Drug wars next door

Great piece by journalist Clarence Page. One mistake: his implication that Amnesty International opposed the Merida Initiative. They didn’t; they supported it on ‘condition’ that it included notoriously inadequate human rights safeguards. Even though the final bill did not have even these safeguards, Amnesty refused to issue a statement of opposition to the Merida Initiative.

Sad testament to that human rights organization.



Drug wars next door

As if our military didn’t have its hands full in Iraq and Afghanistan, the head of the Minuteman Project border security group seems to think they might also make good narcotics cops.

Minuteman cofounder Jim Gilchrist suggested in recent radio interviews that the U.S. give Mexico 12 months to corral its criminal drug cartels and rising violence, particularly in border towns like Juarez and Tijuana — or deploy the U.S. Army to do the job.

That’s the Minutemen. Their remedies for the drug war next door sound simplistic, but at least they’re paying attention.

While most of us north of the border have been absorbed with our presidential sweepstakes and other happenings, or southern neighbor has exploded into the full-scale drug violence previously associated with Colombia or Peru.

For now, we’re not sending troops, just money. The Senate last week approved a $1.6 billion, three-year package of anti-drug assistance to Mexico, Central America and the Caribbean. Known as the “Merida Initiative,” it includes $400 million for military equipment and technical assistance for Mexico’s anti-drug fight. The bill was passed earlier by the House, and President Bush is expected to sign it.

Mexico’s government cheered the bill, because it waters down proposed restrictions that would have required Mexico to change the way it handles allegations of human rights abuses by its military. Mexican leaders threatened to reject the money, if there were too many restrictions on their sovereignty.

But the omission brought jeers from Amnesty International and some other human rights organizations, like the Friends of Brad Will, founded in the name of a freelance New York journalist who was shot and killed while shooting video of a teachers strike in Oaxaca two years ago. Will was 36.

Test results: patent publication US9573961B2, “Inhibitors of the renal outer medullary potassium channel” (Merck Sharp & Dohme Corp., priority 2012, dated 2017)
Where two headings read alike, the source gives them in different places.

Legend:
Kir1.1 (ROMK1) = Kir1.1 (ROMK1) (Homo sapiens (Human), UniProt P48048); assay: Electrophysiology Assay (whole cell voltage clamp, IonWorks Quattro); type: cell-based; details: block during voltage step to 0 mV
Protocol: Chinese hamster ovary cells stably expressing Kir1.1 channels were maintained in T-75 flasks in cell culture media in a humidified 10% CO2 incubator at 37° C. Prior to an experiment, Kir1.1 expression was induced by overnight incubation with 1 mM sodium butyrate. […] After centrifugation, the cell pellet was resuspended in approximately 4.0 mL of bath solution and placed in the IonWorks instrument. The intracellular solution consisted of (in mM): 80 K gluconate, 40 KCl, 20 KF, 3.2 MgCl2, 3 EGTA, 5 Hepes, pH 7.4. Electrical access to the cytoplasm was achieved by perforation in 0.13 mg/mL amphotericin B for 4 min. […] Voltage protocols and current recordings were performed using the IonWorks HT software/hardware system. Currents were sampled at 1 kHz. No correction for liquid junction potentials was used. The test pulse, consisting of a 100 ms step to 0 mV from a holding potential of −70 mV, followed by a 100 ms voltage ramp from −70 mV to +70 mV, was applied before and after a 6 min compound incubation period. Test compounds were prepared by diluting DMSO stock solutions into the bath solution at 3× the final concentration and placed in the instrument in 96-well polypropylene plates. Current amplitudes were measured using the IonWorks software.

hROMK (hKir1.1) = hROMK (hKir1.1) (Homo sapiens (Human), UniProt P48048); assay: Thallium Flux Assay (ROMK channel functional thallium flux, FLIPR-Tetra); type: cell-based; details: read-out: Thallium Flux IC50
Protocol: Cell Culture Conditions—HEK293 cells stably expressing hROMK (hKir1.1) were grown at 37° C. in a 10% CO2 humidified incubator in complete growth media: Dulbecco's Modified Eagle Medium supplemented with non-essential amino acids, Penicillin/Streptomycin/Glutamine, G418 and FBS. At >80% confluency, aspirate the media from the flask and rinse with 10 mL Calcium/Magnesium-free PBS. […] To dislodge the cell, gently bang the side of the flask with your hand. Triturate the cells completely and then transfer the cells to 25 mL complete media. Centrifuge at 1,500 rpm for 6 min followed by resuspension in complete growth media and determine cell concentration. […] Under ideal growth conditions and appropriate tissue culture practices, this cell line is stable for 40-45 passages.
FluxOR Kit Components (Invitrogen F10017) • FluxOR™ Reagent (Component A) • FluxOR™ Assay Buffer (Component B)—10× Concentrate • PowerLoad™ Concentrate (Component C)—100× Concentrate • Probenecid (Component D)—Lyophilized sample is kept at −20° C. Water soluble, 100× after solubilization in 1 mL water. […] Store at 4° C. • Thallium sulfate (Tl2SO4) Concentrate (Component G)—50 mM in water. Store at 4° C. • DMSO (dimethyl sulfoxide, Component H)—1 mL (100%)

His final video shows protesters hurling rocks and captures the sounds of gunshots, along with a shout: “Stop taking photos!” A shot is heard whizzing toward Will. He was struck in the abdomen and once in the right side.

Within days, state authorities took two men into custody, a local town councilor and his security chief. But they were released less than two months later. A state judge ruled that they were not close enough to have shot Will.

No further suspects were brought in. Publicity eventually helped to nudge federal authorities into taking over the state’s investigation, but the federals have not made much progress, even with a murder that was caught on tape.

Twenty-one journalists have been killed in Mexico since 2000, according to the New York-based Committee to Protect Journalists, of which I am a board member, seven of them in direct reprisal for their work. Seven others have gone missing in the past three years.

“Mexico is not at war,” said Joel Simon, executive director of the committee. “And yet it is one of the world’s most dangerous countries for the press.”

But that’s only a sliver of the thousands of drug-related murders of non-journalists in Mexico. By various counts, more than 4,000 people — including some 500 local, state and federal police officers — have been killed in the 18 months since President Felipe Calderon launched his campaign against the drug gangs.

Gang wars have escalated in recent years over smuggling routes to the United States and over control of local police forces. Among other particularly grisly touches, drug gangs in the northern state of Durango recently have left severed heads with warning notes attached in coolers by the side of the road.

Journalists like Francisco Ortiz Franco, co-editor of the Tijuana newsweekly Zeta, have been killed for aggressively covering corruption and drug trafficking. At age 50, he was fatally shot in front of his children on a downtown Tijuana street.

Cases like his led to a meeting between President Calderon, who has sent federal troops in to bring peace to some towns, and CPJ board members, including me, in Mexico City on June 9. Among other press freedom reforms, he agreed to work toward laws that would protect speech and press freedoms at the federal level, not just the states, where corruption is more rampant.

With hundreds of millions of Washington anti-drug dollars still pending at the time, Calderon had ample reason to speak in glowing terms about human rights reforms. Now he needs to follow his talk with action — and Americans needs to keep an eye on how well our money is being used.

Clarence Page writes for the Chicago Tribune. His column is distributed by Tribune Media Services, 2225 Kenmore Ave., Suite 114, Buffalo, NY 14207. You can reach him at cpage@tribune.com.

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